“I want to say, and this is very important: at the end we lucked out. It was luck that prevented nuclear war. We came that close to nuclear war at the end. Rational individuals: Kennedy was rational; Khrushchev was rational; Castro was rational. Rational individuals came that close to total destruction of their societies. And that danger exists today.” (- Robert McNamara)
A flashpoint for this syndrome could be Tawain. As Taiwan pushes for formal independence from mainland China, its future, much like its present, remains ambiguous at best. The U.S. State Department, in a statement on January 23, 2021, called out China to “cease its military, diplomatic, and economic pressure against Taiwan.”
In April, China’s Vice Foreign Minister Le Yucheng insisted that Beijing “will never allow Taiwan to be independent.” Moreover, Retired Australian Major General and Liberal Senator Jim Dolan told Sky News Australia that any attempt by China to take back Taiwan by force would inevitably involve a major military conflict, explaining, “China has an aim and that is to take back Taiwan peacefully or by force and we have got to accept that.”
Yet, it is apparent that Biden is trying to thread the needle concerning his position on Taiwanese independence and mainland aggression. As reported by CGTN, an international English-language cable TV news service based in Beijing, China, “Last week, in its first public statement clarifying the U.S. stance on the island region, the Biden administration drew the line once again, saying that the U.S. does not support Taiwan independence. Previously, Secretary of State Antony Blinken and State Department spokesman Ned Price also said that there was no change in the one-China policy.”
But Biden will have to tread carefully moving forward. Recently, an American warship sailing through the Taiwan Strait drew the ire of the Chines government, who labeled the maneuver as “endangering peace and stability” in the region. In response, Biden doubled down on his aggressive stance towards China, warning, “It’s of vital interest to America’s foreign policy to secure unimpeded flow of global commerce. And it won’t happen without us taking an active role to set the norms of conduct, to shape them around democratic values, not those of autocrats.” Rat-a-tat-tat, rat-a-tat-tat, rat-a-tat-tat.
For their part, China remains resolute in their view of what they believe is unchecked American aggression. A spokesperson for China’s Foreign Ministry, Zhao Lijian, said the United States and Russia should “substantively slash their nuclear stockpile in a verifiable, irreversible and legally binding way to create conditions for the ultimate comprehensive and complete nuclear disarmament.”
Such language on both sides pushes us further into Thucydides’ Trap, thus potentially setting the stage for a nuclear showdown. As Professor Allison puts it, “But you would wish that people would still stand back and say, look, war would be catastrophic. We should become much more imaginative about willing to adapt and adjust in order to find a way around this.”
And maybe there is hope for a resolution, not in the ancient past of Greece, but the more recent period of our cold war with the Soviet Union. On October 27, 1962, in the depths of the cold war, Vasili Alexandrovich Arkhipov, a senior officer of a Soviet B-59 submarine, held the balance of world peace vs. nuclear annihilation in his hands.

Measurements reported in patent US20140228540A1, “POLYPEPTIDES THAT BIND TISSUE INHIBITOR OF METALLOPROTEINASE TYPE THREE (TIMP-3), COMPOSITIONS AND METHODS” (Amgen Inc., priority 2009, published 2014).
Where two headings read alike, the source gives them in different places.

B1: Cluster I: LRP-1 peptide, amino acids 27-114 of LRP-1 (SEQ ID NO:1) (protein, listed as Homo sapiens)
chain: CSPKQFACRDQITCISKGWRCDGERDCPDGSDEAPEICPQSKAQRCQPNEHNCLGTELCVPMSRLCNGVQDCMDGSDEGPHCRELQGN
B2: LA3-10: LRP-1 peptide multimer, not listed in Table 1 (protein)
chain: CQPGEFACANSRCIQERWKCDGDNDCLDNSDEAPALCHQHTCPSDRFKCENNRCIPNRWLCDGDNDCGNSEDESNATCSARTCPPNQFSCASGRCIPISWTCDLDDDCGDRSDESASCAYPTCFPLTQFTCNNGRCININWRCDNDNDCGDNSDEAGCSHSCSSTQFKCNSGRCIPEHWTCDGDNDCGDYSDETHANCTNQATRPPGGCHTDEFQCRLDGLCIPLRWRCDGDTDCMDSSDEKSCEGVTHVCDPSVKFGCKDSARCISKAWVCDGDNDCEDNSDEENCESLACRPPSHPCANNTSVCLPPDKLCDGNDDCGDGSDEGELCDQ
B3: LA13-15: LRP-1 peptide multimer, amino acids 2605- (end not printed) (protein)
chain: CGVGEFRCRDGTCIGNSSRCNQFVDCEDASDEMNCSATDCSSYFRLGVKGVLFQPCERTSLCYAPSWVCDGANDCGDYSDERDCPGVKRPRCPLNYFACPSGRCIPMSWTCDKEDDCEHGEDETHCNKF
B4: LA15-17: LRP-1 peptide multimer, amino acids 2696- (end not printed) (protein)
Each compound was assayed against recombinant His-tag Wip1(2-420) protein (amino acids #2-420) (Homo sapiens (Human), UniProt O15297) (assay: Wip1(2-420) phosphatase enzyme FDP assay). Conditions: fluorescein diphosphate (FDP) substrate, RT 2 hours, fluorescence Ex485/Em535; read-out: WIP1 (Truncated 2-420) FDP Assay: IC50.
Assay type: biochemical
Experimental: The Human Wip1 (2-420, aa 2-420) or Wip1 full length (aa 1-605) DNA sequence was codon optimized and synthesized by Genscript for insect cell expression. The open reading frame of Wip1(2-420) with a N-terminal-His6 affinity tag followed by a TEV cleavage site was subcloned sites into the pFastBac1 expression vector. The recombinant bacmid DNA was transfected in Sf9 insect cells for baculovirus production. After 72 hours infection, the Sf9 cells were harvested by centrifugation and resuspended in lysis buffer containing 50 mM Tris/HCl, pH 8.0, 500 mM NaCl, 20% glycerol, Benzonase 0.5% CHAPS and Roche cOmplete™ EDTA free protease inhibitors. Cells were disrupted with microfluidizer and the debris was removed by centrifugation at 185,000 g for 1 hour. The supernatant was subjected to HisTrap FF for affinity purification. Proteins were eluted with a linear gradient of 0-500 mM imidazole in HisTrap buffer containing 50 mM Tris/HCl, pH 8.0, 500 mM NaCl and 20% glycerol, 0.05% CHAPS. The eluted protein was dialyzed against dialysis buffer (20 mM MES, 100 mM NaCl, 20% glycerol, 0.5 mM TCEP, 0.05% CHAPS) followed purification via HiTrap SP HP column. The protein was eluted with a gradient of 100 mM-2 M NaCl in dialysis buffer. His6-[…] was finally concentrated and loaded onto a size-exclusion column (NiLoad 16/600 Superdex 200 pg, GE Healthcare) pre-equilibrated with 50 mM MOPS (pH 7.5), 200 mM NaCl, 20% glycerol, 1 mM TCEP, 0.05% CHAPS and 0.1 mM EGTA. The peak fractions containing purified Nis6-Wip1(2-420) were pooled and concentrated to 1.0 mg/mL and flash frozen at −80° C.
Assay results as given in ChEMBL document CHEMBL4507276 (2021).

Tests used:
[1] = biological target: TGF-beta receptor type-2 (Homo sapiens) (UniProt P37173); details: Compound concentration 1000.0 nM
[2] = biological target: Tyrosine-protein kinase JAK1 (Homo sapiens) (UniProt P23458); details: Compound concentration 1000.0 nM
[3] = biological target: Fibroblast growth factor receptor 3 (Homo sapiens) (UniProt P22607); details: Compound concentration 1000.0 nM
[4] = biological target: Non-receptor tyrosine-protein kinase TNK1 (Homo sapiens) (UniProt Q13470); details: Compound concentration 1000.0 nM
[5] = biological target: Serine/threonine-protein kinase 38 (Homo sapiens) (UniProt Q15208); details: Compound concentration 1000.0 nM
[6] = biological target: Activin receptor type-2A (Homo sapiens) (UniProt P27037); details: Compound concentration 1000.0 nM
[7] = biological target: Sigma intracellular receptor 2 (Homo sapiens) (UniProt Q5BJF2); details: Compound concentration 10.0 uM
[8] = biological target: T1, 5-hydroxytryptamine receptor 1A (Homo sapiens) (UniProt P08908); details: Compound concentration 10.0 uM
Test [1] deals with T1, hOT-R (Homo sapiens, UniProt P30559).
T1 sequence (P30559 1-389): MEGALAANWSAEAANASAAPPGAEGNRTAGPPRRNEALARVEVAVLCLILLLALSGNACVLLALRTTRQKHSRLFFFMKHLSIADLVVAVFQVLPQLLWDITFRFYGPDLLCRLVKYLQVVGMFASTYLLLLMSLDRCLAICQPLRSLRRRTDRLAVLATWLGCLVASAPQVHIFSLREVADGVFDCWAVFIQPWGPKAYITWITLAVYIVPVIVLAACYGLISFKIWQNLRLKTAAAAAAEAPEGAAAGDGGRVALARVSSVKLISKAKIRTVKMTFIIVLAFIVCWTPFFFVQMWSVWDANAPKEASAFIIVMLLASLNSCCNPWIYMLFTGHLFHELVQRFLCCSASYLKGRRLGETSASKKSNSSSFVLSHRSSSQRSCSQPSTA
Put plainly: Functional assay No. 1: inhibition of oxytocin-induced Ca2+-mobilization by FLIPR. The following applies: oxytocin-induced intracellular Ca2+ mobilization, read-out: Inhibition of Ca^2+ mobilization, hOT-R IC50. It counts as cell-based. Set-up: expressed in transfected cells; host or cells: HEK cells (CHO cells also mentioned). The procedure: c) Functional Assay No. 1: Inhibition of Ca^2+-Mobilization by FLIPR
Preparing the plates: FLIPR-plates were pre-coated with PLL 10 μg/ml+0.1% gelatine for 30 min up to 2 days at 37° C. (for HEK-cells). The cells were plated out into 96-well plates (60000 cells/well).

As tensions ratcheted up in response to an American spy plane being shot down in Cuba, and another U2 straying into Soviet airspace, an American destroyer, the USS Beale, began to drop depth charges on Arkhipov’s B-59. The captain of the submarine, Valentin Savitsky, had no way of knowing at the time that the depth charges were actually non-lethal “practice” rounds intended as warning shots to force the B-59 to surface. Consequently, he ordered Arkhipov to fire a nuclear warhead at the USS Beale.
Edward Wilson, the author of The Midnight Swimmer, a novel about the Cuban Missile Crisis, wrote that this would have touched global thermonuclear war:
If the B-59’s torpedo had vaporised the Randolf, the nuclear clouds would quickly have spread from sea to land. The first targets would have been Moscow, London, the airbases of East Anglia and troop concentrations in Germany. The next wave of bombs would have wiped out “economic targets”, a euphemism for civilian populations – more than half the UK population would have died. Meanwhile, the Pentagon’s SIOP, Single Integrated Operational Plan – a doomsday scenario that echoed Dr Strangelove’s orgiastic Götterdämmerung – would have hurled 5,500 nuclear weapons against a thousand targets, including ones in non-belligerent states such as Albania and China.
Fortunately, understanding the harsh and irrevocable consequences, Arkhipov refused, thus literally defusing the beginning of what would have undoubtedly been a worldwide armageddon.
In a 2020 interview with Elena Andriukova, Arkhipov’s daughter, she had the following to say about our quest for nuclear supremacy:
To the “most powerful leaders in the world” I want to say: Stop the nuclear arms race. So much money has already been spent on armaments. That money should be used to improve people’s lives. It is a great miracle that life exists in our universe, that life exists on Earth. We should not destroy this life. Consequently, nuclear technology should be used solely for peaceful purposes, namely purposes that benefit mankind.
So, as things spin out of control on the world stage, we would be best to remember the words of MacArthur and Andriukova, and the deeds of Arkhipov, lest we hear the final rat-a-tat-tat calling us to nuclear arms, plunging us into a darkness from which we may never emerge. Or as President John F. Kennedy said, “Every inhabitant of this planet must contemplate the day when this planet may no longer be habitable.”
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